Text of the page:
Once that's in-use, re-run Giocoso once more and you should now see something like this:
...and now the blue boxes have become a series of musical notes, as intended!
5.0 Creating a Database and Music Scanning
Now that you've got Giocoso working and displaying things properly in Direct Play Mode, it's time to consider getting Giocoso to create a database of what music is available to play. That's called running Giocoso in Database Play Mode -and it's where all Giocoso's randomisation features come into play. Instead of playing the particular contents of a specific folder of music, you can ask Giocoso to scan through its database and find anything at all conducted by Karajan that lasts less than 20 minutes ... or pretty much use any other selection filters you can think of!
So, first, we need to get Giocoso to create a database and populate it with details of what music files exist. In a terminal, you do that with a variation on the command:
giocoso --createdb --dbname=my-db-name --musicdir=/somewhere/on/my/filesystem
...replacing 'my-db-name' with an actual name of the database you want to create; and '/somewhere/on/my/filesystem' with the path to the root of your music collection. Database names can be pretty much anything you want them to be -but if they contain spaces, they need to be wrapped inside double quotation marks, which can be a bit of a pain to remember to do every time you subsequently use it. I'd recommend a database name with a short, single-word, name. The default, incidentally, is simply 'music', so if you miss out the --dbname parameter by accident or design, that's the database you'll get created anyway.
The 'root of your music colleciton' folder used for the --musicdir parameter is important to get right. Giocoso will scan any number of folders 'underneath' the one provided, but will not scan upwards or sideways! In other words, supposed you stored your music like this:
...then --musicdir=/music/classical would fetch all three folders of music (and any sub-folders within them). But a --musicdir=/music/classical/Opera would be blind to the existence of the Britten and Beethoven folders. Giocoso will happily descend within the Opera folder to find any number of sub-folders within it, but cannot go back 'up' a level, and discover the existence of those other two folders. So, point the parameter at a folder that's at the root of your entire music collection, not half-way through it, if you want Giocoso to be able to play everything you have collected. Also note that, as ever, if the path you want to specify contains spaces, wrap the entire path in double quotation marks. For example: "/home/hjr/My Music".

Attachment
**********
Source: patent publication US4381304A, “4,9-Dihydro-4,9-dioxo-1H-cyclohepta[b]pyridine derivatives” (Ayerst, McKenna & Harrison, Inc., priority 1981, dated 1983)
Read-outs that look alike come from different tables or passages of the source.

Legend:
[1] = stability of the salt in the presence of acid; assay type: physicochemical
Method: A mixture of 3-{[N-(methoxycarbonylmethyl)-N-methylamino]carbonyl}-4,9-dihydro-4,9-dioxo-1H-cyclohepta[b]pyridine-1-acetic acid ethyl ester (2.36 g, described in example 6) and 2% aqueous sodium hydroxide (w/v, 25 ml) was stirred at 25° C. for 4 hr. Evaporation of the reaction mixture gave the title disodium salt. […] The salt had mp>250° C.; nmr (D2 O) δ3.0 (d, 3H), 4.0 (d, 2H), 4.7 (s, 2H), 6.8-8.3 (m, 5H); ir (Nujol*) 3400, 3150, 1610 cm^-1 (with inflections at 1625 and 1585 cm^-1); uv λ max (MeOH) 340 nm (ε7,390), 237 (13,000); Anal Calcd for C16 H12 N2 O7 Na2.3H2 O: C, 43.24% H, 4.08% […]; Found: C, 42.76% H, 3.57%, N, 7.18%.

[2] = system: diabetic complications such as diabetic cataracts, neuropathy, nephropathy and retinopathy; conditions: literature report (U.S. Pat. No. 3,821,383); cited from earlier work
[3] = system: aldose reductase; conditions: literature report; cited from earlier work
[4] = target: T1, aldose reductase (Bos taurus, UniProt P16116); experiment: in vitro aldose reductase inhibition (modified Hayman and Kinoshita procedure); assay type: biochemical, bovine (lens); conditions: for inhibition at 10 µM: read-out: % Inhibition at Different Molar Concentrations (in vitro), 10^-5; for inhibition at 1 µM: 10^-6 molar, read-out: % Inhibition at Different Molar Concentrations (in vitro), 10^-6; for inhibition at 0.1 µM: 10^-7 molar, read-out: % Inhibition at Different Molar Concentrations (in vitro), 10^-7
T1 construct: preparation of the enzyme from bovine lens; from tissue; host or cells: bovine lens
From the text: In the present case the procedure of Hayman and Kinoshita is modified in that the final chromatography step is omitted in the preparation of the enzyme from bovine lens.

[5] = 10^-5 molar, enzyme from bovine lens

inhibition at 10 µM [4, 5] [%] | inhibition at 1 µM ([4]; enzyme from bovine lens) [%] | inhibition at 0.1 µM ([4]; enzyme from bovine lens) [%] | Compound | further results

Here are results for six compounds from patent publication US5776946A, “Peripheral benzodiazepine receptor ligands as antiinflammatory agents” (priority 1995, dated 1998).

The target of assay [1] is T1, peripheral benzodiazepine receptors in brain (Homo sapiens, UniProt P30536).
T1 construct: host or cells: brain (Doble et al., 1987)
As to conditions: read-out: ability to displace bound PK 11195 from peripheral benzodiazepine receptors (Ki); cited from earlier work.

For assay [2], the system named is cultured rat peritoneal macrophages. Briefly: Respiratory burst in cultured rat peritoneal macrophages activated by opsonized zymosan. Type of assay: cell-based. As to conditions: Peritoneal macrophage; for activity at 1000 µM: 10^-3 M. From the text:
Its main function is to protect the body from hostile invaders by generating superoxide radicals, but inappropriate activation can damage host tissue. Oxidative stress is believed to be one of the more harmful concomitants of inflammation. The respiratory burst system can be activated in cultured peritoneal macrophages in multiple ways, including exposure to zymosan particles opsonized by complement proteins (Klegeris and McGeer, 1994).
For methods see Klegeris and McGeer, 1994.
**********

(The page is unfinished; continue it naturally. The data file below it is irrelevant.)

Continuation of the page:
With all that in mind, here's me creating my Giocoso music database:
You'll notice from that, by the way, that the order of the runtime parameters doesn't matter: here, I've got --createdb coming after the --dbname parameter, but it makes no difference to whether the command will work or not! When I submit that command, this happens:
The program tells you that the database has been created almost instantly. That's because creating a database takes almost no time at all: it's the populating it that takes all the time and effort, which is what will happen next, once you press a key. Incidentally, you can confirm the existence of the database file itself by looking in $HOME/.local/share/giocoso: the database will exist as a file called <whatever database name you chose>.db. It will be pretty small, even after it's been populated, because all that's in the database is metadata about your music collection. No music files are ever copied into the database, or moved into it, for example: your music stays exactly where you put it! But the data describing that music is what the database will end up being full of... and that's just text and takes up very little space.
Anyway, here's my new database, before it's been populated with data:
As you can see, it's just 52K big at the moment, and because I've asked for a database called 'main', the database file is called 'main.db'.
When you're ready then, press a key on the main Giocoso window, and it will begin to scan for music files:
As the message says, scanning for music files in a large collection can take a lot of time, though Giocoso parallelises the search as much as possible in an effort to speed things up. At this stage, the scan is simply creating a list of what music files exist. That can take a long time, depending on the size of your music collection -and there won't be any obvious indication of progress, apart from a spinning indicator. Just be patient and let the program do it's thing.
Once a complete list of music files has been prepared, Giocoso will then move on to investigating the characteristics of each music file in turn:
Here, progress will be more obvious, since Giocoso scans each discovered music file in turn for all the metadata tags it contains, it's duration and so on. All of that data it's writing into the database. Clearly, this can take a long time too -but at least you can now see progress being made, as the various music folders are visited in alphabetical order. For reference, scanning my 2TB collection of 15,000 or so recordings, over a 1Gbps network link, took just under 2 hours... so it's not exactly the speed of light, but it's not too bad, either!
At the end of the scanning process, you get a statistical summary of everything that's been found:
At this point, a snapshot of your music collection has been taken and stored in Giocoso's database -which you'll recall was originally 52K big and is now:
...23MB in size. So yes, a populated Giocoso database gets significantly larger than when it's first created, but it remains fairly small, no matter how big your actual music collection happens to be, because nothing of the music itself is stored within it, just the metadata.